The sudden rise in currency holdings with the public has stumped analysts.
Currency in circulation has increased 15.5% in the month of March, the highest year-on-year increase in a month since May 2011, ahead of state elections in Assam, Kerala, Tamil Nadu, West Bengal and Puducherry.
Reserve Bank of India, or RBI, governor Raghuram Rajan, speaking after the monetary policy announcement last Tuesday, talked of the surge in currency in circulation ahead of the state elections.
In the press conference after the policy, Rajan said, “Around election time, cash with the public does increase; you can guess as to reasons why; we also guess. And you see some not just in the state which is going for elections but also the neighbouring states. So, there is something there, we need to understand it better, but it is about Rs.50,000 to Rs.60,000 crore more than we anticipated at this time of the year.”
This time around, the currency surge is on the higher side, compared with historical data, which is unusual because economic growth is weak and inflation is low.
“The sharp spike in currency circulation is unusual, especially as nominal GDP (gross domestic product) growth remains in single digit. Elections are not new to India and the spike cannot be solely attributed to it. We need to watch out the trend,” said Anubhuti Sahay, head, South Asia economic research (India), Standard Chartered.
The chart has the details.
Note that currency with the public also moved up last November, when we had the Bihar elections.
There were minor spikes during the state elections in Delhi and Jharkhand and Jammu and Kashmir last year.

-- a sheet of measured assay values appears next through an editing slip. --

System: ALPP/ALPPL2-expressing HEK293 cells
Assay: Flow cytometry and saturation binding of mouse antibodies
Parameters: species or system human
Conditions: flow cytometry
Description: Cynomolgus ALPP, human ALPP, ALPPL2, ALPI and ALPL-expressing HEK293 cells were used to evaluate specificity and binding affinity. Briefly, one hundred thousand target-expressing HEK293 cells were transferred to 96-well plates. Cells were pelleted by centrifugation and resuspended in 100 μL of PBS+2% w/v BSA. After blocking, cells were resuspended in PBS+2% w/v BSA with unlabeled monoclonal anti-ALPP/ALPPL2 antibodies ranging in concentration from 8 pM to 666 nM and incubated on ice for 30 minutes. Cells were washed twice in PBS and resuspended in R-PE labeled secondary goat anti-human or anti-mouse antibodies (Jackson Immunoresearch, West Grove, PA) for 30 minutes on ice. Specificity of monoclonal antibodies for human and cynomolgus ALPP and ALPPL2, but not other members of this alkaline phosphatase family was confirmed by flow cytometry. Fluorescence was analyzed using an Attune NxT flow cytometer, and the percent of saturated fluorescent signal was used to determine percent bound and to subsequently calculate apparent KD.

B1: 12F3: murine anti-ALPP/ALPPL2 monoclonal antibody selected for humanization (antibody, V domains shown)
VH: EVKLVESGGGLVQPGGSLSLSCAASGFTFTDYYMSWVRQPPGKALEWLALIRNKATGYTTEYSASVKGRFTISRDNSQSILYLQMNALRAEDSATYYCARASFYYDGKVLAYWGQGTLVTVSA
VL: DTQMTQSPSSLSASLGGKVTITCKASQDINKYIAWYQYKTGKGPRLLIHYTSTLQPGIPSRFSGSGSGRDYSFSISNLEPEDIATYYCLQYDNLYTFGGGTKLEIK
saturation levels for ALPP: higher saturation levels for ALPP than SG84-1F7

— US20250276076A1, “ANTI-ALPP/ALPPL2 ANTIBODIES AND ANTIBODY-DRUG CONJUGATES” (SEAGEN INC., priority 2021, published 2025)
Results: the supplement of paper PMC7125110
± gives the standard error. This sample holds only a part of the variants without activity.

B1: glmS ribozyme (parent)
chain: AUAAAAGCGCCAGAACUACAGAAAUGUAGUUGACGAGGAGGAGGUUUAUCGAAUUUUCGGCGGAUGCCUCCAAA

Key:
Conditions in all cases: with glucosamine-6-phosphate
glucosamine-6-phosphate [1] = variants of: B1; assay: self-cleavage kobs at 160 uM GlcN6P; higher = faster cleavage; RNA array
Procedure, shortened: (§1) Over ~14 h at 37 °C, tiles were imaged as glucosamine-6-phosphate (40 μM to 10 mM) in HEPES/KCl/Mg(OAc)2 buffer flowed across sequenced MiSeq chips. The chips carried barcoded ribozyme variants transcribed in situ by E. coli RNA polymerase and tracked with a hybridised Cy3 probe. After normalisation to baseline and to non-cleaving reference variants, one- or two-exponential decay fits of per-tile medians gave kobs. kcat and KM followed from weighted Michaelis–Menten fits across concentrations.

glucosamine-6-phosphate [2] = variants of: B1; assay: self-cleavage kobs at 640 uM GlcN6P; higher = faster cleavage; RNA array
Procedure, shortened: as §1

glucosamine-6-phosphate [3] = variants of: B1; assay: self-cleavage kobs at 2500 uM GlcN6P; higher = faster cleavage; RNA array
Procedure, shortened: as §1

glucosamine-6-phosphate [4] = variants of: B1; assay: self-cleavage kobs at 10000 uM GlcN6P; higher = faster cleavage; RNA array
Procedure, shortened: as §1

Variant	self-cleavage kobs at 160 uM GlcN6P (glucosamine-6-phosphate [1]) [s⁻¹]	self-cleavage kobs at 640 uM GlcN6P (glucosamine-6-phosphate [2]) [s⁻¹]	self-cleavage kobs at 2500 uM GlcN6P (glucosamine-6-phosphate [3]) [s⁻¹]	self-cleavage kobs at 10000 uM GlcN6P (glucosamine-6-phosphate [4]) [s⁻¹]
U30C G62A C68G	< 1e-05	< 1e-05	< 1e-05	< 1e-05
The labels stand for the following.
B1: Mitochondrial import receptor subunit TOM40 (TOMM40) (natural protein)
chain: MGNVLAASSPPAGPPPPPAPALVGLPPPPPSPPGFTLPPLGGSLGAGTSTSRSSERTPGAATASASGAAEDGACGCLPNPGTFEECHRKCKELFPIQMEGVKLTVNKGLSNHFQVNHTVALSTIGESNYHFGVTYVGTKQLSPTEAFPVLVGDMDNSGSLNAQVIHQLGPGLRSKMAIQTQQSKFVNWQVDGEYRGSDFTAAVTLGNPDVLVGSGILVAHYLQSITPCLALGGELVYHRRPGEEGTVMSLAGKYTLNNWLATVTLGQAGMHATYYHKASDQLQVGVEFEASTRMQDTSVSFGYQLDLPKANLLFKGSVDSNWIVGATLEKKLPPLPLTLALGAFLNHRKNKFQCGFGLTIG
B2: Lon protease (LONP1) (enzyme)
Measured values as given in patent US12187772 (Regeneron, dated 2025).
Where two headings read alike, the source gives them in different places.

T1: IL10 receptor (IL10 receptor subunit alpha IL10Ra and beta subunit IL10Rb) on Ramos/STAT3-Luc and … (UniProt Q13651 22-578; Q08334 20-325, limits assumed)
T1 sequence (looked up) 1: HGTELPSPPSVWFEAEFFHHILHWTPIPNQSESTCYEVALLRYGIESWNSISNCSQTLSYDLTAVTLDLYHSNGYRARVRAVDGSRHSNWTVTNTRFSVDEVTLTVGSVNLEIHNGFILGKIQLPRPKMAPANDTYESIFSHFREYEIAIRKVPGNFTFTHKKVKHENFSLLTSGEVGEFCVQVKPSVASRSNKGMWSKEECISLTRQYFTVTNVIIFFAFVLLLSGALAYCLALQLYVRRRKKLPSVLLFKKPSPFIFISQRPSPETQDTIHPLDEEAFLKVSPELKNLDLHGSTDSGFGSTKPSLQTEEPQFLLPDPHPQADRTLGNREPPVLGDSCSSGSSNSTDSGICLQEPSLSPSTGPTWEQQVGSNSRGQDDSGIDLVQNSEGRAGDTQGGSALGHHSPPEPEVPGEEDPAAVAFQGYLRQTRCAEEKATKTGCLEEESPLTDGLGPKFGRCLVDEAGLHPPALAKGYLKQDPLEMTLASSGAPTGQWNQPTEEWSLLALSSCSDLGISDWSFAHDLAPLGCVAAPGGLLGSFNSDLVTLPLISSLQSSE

But also note that the growth in currency with the public went down at the time of the state elections in Haryana and Maharashtra last year.
The chart shows there have been several instances where state elections did not lead to a spike in currency with the public.
What is the impact of higher currency in circulation?
If currency leakage remains high, it will make the process of liquidity management more challenging and can necessitate more open market operations to infuse liquidity, added Sahay. More currency with the public could also be one of the reasons for low deposit growth, pointed out D.K. Joshi, director and principal economist at credit rating agency Crisil Ltd.
The divergence between deposit growth and currency in circulation has happened only thrice before in the last two decades—in the second half of fiscal 1999, FY04, and in FY11. These were periods when economic momentum started to revive, begging the question that Credit Suisse poses in its note dated 4 April—is the rise in currency with the public an indication that economic momentum is picking up again?
This is what Raghuram Rajan said in his post-policy conference call with researchers and analysts: “I doubt that there is a structural change in the economy which suddenly requires more currency. So, at least till I see the data, till the data persuades me otherwise, I think this is temporary rather than permanent.”